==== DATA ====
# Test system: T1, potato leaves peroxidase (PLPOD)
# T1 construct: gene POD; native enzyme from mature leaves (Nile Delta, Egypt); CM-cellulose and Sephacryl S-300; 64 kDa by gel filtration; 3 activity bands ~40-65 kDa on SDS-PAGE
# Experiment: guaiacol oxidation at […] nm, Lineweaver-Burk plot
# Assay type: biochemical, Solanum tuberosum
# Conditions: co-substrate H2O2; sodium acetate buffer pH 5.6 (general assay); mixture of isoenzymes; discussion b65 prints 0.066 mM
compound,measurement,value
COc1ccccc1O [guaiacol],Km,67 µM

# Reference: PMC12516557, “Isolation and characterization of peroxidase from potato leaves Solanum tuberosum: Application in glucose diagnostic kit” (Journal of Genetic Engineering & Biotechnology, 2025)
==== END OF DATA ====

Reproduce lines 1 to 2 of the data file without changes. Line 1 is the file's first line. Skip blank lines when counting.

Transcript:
# Test system: T1, potato leaves peroxidase (PLPOD)
# T1 construct: gene POD; native enzyme from mature leaves (Nile Delta, Egypt); CM-cellulose and Sephacryl S-300; 64 kDa by gel filtration; 3 activity bands ~40-65 kDa on SDS-PAGE